network programming: how does s.accept() work?

7stud bbxx789_05ss at yahoo.com
Mon Feb 25 12:08:09 CET 2008


On Feb 25, 2:43 am, bock... at virgilio.it wrote:
> On 25 Feb, 09:51, 7stud <bbxx789_0... at yahoo.com> wrote:
>
>
>
> > I have the following two identical clients
>
> > #test1.py:-----------
> > import socket
>
> > s = socket.socket(socket.AF_INET, socket.SOCK_STREAM)
>
> > host = 'localhost'
> > port = 5052  #server port
>
> > s.connect((host, port))
> > print s.getsockname()
>
> > response = []
> > while 1:
> >     piece = s.recv(1024)
> >     if piece == '':
> >         break
>
> >     response.append(piece)
>
> > #test3.py:----------------
> > import socket
>
> > s = socket.socket(socket.AF_INET, socket.SOCK_STREAM)
>
> > host = 'localhost'
> > port = 5052  #server port
>
> > s.connect((host, port))
> > print s.getsockname()
>
> > response = []
> > while 1:
> >     piece = s.recv(1024)
> >     if piece == '':
> >         break
>
> >     response.append(piece)
>
> > and this basic server:
>
> > #test2.py:--------------
> > import socket
>
> > s = socket.socket(socket.AF_INET, socket.SOCK_STREAM)
>
> > host = ''
> > port = 5052
>
> > s.bind((host, port))
> > s.listen(5)
>
> > while 1:
> >     newsock, client_addr = s.accept()
> >     print "orignal socket:", s.getsockname()
>
> >     print "new socket:", newsock.getsockname()
> >     print "new socket:", newsock.getpeername()
> >     print
>
> > I started the server, and then I started the clients one by one.  I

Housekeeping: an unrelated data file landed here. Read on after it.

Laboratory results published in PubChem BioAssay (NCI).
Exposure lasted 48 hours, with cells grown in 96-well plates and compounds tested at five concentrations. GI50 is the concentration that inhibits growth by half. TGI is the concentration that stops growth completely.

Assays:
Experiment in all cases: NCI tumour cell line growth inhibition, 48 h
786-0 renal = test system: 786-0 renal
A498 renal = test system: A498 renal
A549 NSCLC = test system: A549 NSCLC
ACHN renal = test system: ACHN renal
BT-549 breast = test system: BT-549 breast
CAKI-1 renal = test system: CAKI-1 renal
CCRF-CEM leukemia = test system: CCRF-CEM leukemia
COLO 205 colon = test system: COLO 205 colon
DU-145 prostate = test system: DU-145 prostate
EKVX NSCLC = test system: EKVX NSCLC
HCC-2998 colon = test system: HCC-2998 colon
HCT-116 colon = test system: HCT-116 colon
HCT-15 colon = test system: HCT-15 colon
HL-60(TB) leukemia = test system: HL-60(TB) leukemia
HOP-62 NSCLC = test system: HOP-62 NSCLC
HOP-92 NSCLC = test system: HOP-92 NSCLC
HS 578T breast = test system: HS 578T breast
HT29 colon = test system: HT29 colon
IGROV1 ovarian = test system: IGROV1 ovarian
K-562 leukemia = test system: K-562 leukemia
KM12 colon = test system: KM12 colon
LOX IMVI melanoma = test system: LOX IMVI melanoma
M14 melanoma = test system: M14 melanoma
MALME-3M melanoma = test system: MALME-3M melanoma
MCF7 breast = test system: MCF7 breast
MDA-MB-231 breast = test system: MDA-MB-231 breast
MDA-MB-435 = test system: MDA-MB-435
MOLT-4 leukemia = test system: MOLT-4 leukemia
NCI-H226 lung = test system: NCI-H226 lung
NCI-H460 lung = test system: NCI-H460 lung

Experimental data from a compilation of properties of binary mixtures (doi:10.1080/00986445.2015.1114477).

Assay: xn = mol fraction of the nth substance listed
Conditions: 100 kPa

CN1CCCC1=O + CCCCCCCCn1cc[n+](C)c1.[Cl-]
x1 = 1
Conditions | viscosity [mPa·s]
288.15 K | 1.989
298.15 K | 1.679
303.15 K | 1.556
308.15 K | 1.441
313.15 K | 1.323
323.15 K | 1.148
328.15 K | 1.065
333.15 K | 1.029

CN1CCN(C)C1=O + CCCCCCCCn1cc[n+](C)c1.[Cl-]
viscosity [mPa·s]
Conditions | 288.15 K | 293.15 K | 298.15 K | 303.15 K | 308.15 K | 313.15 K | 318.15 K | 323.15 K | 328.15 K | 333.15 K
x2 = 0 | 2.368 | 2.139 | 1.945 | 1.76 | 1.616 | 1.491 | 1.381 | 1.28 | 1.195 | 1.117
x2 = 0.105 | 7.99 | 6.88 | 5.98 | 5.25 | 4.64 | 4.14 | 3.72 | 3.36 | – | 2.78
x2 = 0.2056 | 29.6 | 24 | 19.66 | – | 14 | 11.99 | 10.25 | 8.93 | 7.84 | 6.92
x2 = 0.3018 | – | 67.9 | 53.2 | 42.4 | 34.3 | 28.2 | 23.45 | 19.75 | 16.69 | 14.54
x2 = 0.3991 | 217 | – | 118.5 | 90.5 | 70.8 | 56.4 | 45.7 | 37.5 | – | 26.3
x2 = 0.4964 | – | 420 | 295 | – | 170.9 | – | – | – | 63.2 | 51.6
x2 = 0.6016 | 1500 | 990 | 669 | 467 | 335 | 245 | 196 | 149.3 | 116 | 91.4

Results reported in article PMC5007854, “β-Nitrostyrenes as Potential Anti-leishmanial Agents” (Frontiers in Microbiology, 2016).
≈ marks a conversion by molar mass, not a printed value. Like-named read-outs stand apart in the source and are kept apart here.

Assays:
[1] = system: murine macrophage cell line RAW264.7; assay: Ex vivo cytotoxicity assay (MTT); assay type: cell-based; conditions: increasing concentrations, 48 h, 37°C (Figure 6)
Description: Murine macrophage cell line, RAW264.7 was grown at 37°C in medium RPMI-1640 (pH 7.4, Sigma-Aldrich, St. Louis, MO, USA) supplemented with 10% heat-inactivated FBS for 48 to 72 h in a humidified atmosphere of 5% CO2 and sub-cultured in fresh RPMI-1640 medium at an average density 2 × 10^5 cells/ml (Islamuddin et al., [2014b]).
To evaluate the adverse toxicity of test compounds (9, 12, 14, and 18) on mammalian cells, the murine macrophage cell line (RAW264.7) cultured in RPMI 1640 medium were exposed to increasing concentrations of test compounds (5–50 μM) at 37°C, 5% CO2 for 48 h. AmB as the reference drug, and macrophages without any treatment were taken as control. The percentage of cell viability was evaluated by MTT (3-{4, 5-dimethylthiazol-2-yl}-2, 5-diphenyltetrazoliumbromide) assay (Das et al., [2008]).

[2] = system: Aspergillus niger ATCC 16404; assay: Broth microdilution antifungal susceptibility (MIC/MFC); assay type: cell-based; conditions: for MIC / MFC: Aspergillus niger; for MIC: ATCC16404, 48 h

> > expected both clients to hang since they don't get notified that the
> > server is done sending data, and I expected the server output to show
> > that accept() created two new sockets.  But this is the output I got
> > from the server:
>
> > original socket: ('0.0.0.0', 5052)
> > new socket, self: ('127.0.0.1', 5052)
> > new socket, peer: ('127.0.0.1', 50816)
>
> > original socket: ('0.0.0.0', 5052)
> > new socket, self: ('127.0.0.1', 5052)
> > new socket, peer: ('127.0.0.1', 50818)
>
> > The first client I started generated this output:
>
> > ('127.0.0.1', 50816)
>
> > And when I ran the second client, the first client disconnected, and
> > the second client produced this output:
>
> > ('127.0.0.1', 50818)
>
> > and then the second client hung.  I expected the server output to be
> > something like this:
>
> > original socket: ('127.0.0.1', 5052)
> > new socket, self: ('127.0.0.1', 5053)
> > new socket, peer: ('127.0.0.1', 50816)
>
> > original socket: ('0.0.0.0', 5052)
> > new socket, self: ('127.0.0.1', 5054)
> > new socket, peer: ('127.0.0.1', 50818)
>
> > And I expected both clients to hang.  Can someone explain how accept()
> > works?
>
> I guess (but I did not try it) that the problem is not accept(), that
> should work as you expect,
> but the fact that at the second connection your code actually throws
> away the first connection
> by reusing the same variables without storing the previous values.
> This could make the Python
> garbage collector to attempt freeing the socket object created with
> the first connection, therefore
> closing the connection.
>
> If I'm right, your program should work as you expect if you for
> instance collect in a list the sockets
> returned by accept.
>
> Ciao
> ----
> FB

The question I'm really trying to answer is: if a client connects to a
host at a specific port, but the server changes the port when it
creates a new socket with accept(), how does data sent by the client
arrive at the correct port?  Won't the client be sending data to the
original port e.g. port 5052 in the client code above?



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